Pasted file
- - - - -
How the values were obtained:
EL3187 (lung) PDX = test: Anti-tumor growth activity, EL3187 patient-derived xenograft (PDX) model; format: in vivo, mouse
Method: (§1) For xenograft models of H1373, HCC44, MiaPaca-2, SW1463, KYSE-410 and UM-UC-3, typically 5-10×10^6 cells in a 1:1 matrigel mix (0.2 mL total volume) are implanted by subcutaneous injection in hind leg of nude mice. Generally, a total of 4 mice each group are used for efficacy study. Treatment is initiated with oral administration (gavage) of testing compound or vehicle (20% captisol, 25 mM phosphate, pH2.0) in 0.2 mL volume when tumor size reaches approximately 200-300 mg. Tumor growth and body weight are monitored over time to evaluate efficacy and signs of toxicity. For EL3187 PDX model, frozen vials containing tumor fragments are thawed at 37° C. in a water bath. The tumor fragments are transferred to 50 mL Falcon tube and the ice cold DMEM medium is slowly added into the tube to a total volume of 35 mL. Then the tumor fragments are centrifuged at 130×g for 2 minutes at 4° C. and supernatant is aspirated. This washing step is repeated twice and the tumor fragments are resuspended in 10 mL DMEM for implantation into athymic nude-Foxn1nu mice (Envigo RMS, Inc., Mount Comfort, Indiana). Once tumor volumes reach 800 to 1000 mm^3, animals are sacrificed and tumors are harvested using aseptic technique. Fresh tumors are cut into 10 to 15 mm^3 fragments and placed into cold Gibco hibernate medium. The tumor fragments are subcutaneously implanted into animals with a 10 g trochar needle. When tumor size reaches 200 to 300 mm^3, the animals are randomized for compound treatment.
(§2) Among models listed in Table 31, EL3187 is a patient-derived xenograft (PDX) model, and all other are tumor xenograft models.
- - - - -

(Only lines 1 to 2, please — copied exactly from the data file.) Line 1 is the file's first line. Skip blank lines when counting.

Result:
How the values were obtained:
EL3187 (lung) PDX = test: Anti-tumor growth activity, EL3187 patient-derived xenograft (PDX) model; format: in vivo, mouse